"Fable," Adam Guettel, A Light in the Piazza (Original Broadway Cast)
The summing-up song, the finale, from the musical.
"Gabriel's Letter/My First Woman (Medley," John Kander and Fred Ebb, Kiss of the Spider-Woman (Original Broadway Cast)
"Hades," Stephen Sondheim, The Frogs (Original Broadway Cast)
Old-fashioned Broadway pastiche from Sondheim's newest score.
"I Ain't Ever Satisfied," John Mellencamp, Whenever We Wanted
"J.M.'s Question," John Mellencamp, Big Daddy
Great little protest song, with some very funny lyrics. "We got Farm Aid, and Live Aid/And all kinds of hand grenades/And I hope there's no Satanic message/In this song
"Kamp Krusty," Alf Klausen, Songs in the Key of Springfield
"L'Homme Mauvais," Thomas Newman, The Green Mile (Soundtrack)
Short and moody.
"Ma Che Brutta Sorte!," Frank Loesser, The Most Happy Fella (2-CD Studio Cast)
"Nabbed," Danny Elfman, The Nightmare Before Christmas (Soundtrack)
Lock, Stock, and Barrell take Santa Claus
"O Come All Ye Faithful," Ed Ames, Time-Life Christmas
Love me the X-Mas music.
"Pablito," Luis Bacalov, Il Postino (Soundtrack)
Short, harpischordy rendition of the main theme.
"Quadrophenia," The Who, Quadrophenia
Kind of an overture for the album.
"R.O.C.K. in the U.S.A," John Mellencamp, Scarecrow
Or "What I Like About You" with different lyrics.
"Sabbath Prayer," Jerry Bock and Sheldon Harnick, Fiddler on the Roof (Original Broadway Cast)
Tevye and family sit down to eat.
"T-Rex Rescue and Finale," John Williams, Jurassic Park (Soundtrack)
Great theme as they leave via helicopter.
"Ultraviolet (Light My Way)," U2, Achtung Baby
One of the greatest albums ever.
"Valentine's Day," Bruce Springsteen, Tunnel of Love
"Wahzniak's Last Letter," Paul Simon, The Capeman (Original Broadway Cast)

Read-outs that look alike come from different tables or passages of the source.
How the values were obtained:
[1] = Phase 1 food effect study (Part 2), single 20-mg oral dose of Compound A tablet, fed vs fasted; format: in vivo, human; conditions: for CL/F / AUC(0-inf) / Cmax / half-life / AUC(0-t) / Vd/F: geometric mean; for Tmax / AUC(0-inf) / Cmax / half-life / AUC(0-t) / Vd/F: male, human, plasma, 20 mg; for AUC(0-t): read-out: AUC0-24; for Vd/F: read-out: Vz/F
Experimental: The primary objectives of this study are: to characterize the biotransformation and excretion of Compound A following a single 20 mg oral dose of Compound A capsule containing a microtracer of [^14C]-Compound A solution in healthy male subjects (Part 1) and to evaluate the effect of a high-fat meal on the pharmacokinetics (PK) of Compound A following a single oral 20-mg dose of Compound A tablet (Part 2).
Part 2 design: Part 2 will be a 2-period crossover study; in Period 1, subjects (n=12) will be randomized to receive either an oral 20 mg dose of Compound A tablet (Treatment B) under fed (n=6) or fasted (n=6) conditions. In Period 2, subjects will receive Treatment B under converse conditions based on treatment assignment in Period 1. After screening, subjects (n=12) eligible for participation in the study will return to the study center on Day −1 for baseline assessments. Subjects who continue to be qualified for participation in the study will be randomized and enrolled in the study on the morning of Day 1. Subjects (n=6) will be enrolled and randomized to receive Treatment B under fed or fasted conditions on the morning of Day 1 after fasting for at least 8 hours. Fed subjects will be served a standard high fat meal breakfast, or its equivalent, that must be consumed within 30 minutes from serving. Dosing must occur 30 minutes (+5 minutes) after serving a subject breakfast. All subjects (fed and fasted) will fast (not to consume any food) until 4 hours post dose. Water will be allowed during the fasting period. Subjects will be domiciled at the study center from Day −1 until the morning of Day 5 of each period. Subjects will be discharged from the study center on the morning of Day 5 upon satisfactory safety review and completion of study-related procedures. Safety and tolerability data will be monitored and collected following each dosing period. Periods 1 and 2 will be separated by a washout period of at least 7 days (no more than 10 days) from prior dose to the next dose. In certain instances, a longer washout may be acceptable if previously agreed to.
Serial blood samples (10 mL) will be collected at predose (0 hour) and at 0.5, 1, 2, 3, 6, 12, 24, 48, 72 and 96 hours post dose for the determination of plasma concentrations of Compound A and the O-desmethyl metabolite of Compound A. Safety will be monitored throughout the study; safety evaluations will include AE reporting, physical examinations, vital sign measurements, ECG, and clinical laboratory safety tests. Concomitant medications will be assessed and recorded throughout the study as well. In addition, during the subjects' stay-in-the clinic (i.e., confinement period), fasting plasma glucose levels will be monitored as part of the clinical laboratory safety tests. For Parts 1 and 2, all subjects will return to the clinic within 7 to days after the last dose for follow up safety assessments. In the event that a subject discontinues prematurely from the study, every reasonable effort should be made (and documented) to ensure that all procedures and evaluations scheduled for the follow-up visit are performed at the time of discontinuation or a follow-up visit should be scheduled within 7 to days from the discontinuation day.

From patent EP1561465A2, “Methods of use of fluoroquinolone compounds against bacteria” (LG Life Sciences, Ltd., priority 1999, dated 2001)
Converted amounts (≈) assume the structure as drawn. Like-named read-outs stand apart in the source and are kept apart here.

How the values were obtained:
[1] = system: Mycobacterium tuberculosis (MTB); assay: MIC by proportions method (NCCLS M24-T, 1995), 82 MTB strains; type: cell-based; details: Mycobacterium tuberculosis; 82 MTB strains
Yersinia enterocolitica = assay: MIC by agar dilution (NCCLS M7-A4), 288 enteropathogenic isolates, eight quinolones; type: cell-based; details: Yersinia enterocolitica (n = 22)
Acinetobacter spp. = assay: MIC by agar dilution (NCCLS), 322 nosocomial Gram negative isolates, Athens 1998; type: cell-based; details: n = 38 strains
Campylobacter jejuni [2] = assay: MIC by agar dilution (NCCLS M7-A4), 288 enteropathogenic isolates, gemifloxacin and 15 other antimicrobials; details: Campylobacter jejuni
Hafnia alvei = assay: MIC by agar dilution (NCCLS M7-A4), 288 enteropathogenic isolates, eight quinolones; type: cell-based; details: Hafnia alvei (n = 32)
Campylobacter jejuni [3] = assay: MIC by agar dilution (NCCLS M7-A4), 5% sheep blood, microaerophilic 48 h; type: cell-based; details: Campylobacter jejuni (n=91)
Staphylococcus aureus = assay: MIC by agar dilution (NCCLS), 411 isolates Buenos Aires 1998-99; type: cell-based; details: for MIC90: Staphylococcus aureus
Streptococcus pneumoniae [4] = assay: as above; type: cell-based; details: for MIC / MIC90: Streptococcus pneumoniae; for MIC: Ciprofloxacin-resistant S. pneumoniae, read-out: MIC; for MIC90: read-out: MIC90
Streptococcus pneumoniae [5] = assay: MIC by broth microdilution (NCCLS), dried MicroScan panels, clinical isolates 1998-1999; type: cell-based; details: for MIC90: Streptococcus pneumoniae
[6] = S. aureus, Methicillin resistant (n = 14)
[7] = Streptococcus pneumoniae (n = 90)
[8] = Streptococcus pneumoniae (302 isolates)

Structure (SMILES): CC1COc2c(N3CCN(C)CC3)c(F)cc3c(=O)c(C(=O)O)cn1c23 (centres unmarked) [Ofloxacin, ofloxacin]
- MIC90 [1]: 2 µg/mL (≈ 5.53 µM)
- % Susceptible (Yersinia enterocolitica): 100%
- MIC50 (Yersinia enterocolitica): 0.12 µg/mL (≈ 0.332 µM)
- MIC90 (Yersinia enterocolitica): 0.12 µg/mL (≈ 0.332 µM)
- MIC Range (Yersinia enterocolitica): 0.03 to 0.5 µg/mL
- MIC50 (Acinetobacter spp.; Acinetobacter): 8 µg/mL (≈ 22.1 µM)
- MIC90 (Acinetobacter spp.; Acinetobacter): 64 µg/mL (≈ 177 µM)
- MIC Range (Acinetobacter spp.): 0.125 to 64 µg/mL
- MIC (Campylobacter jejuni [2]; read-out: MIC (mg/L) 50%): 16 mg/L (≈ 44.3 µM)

My most treasured bootleg.
"X.Y.U," Smashing Pumpkins, Mellon Collie and the Infinite Sadness
Solid Pumpkins rock.
"Ya Got Me," Leonard Bernstein, Leonard Bernstein's New York
Upbeat and jazzy classic Bernstein.
"Zaar," Peter Gabriel, Passion: Music For The Last Temptation of Christ (Soundtrack)
Moody Middle-Eastern-influenced Gabriel.
So--did Citizen Kane live up to the hype? Kind of. I mean, it was excellent. Told a very intriguing story about one man's life, and made that man, that character, just mysterious and complicated enough to warrant such a treatment. And the structure was wonderful, the way Orson Welles and Herman J. Mankiewicz basically laid out the entire story right at the beginning, so that we would more or less know the basic arc of the character and of the film's story, and then in a kind of spirally repeating structure filled in all of the details the rest of the way. And the way they still managed to instill a real sense of suspense, with the Rosebud device, even though they basically had given us the whole story already.
The acting was excellent all-around, if a bit tonally strange at times from a modern aesthetic. My favorite, much to my surprise, the actor who, to me, seemed to disappear the most into the character, was Everett Sloane, as Mr. Bernstein. That voice and the way he'd smile--without the plot or dialogue getting into it at all, you could sense, just from the way he spoke to Kane and looked at him, that Bernstein truly, in a platonic sense, loved the man. And Bernard Herrmann's score is a keeper, although I already knew that, it being a staple of my soundtrack collection.